Can Refinancing a Mortgage Hurt Your Credit Score?

September 27, 2022

Credit score is a very important metric for virtually all of us, and particularly within the realm of mortgage loans and mortgage refinancing. A common question we receive down these lines from current mortgage owners considering a refinance of their home loan: Can doing so negatively impact their credit score?

At Integrity First Lending, we're happy to assist with numerous forms of mortgage refinancing, including conventional, FHA and even VA loan refinancing for clients throughout Utah. The simple answer to the question above: Yes, refinancing can hurt your credit score in some cases -- but in many situations, this harm will be negligible at worst, and the related benefits you receive from refinancing will be well-worth this drop in credit score (which, by the way, is usually temporary and can easily be recovered from). Here are some basics on the ways your credit score may drop during refinancing, but why these aren't necessarily major areas of concern.

refinancing mortgage hurt credit score

Credit Checks

During most refinancing processes, your credit score may drop a few points due to the fact that your credit report will show multiple inquiries from lenders. While this doesn't necessarily mean you're going through with all of these potential loans, it can still ding your score a bit. The good news is that after about two years, these credit inquiries will no longer impact your score.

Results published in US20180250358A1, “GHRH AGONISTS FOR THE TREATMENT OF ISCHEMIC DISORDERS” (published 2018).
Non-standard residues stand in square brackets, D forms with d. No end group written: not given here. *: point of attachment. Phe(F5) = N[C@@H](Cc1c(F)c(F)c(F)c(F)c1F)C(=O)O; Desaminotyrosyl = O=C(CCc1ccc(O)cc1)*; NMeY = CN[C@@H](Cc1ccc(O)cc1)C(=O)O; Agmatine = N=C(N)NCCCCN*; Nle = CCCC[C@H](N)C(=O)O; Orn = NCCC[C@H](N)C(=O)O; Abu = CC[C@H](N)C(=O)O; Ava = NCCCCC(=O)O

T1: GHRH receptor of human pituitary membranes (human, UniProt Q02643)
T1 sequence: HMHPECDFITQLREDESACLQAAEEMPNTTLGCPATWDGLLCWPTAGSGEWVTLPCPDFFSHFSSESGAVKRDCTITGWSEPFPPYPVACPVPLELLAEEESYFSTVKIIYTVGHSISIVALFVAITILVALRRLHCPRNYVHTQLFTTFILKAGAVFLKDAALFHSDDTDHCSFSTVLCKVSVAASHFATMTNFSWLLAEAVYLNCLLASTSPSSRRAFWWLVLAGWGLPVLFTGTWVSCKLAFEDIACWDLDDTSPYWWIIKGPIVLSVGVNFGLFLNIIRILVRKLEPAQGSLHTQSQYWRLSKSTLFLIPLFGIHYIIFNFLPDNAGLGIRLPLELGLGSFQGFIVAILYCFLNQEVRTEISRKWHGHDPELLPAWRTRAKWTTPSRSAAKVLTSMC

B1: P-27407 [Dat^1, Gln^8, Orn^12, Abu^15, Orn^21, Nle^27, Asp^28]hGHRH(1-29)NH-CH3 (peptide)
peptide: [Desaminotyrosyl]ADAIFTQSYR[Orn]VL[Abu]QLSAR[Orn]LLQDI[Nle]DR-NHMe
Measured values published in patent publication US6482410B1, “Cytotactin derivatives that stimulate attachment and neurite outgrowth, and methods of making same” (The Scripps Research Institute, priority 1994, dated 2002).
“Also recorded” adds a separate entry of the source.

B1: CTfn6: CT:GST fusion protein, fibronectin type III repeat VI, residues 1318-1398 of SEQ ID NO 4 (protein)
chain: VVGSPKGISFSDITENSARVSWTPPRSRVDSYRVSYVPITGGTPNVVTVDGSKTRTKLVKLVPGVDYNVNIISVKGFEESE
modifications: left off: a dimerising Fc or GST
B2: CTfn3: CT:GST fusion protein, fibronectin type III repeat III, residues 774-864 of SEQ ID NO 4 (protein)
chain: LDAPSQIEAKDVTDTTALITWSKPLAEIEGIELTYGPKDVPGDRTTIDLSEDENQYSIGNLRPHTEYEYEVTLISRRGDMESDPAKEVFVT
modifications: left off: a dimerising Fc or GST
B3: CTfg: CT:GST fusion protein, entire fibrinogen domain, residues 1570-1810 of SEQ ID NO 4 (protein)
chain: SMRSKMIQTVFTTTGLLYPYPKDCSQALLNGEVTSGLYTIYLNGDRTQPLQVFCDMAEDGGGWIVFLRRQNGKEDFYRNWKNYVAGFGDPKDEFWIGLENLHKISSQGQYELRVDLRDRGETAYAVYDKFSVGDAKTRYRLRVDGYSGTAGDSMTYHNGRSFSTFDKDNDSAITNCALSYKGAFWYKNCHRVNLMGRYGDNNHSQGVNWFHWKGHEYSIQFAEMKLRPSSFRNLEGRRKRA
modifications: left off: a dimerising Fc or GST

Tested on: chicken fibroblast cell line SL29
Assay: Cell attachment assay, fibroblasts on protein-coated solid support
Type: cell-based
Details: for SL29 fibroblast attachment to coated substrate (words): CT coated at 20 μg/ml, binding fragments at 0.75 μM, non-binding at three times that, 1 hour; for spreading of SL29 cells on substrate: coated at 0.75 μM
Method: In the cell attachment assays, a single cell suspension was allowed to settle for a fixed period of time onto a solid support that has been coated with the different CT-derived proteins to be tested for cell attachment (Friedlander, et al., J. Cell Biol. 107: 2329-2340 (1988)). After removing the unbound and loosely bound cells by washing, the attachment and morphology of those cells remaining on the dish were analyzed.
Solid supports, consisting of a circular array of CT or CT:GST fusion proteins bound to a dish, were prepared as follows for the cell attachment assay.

Average Age of Accounts

Another potential issue that can arise during refinancing is that your average age of accounts may drop. For example, if you had a mortgage for 10 years and then refinance, the average age of all your accounts combined would decrease from 10 years to five years. This could lower your credit score a few points as well, but again, this harm is usually just temporary.

Applying for a New Loan

One more issue that could drop your credit score during refinancing is if you're taking out a brand new loan as part of the process. If this is the case, it's possible your credit utilization ratio could increase. This occurs when you have more debt than before, which could drop your score a few points.

The best way to avoid any significant drop in credit score when refinancing is to do everything you can to keep your credit utilization low. You can do this by paying off as much of your old mortgage as possible before taking out a new one. Additionally, if you have any other debts, try to pay these off as much as possible before refinancing.

If you have any other questions about how refinancing may impact your credit score or want to learn more about our various mortgage refinance options, please contact Integrity First Lending today. We'll be happy to assist you further!

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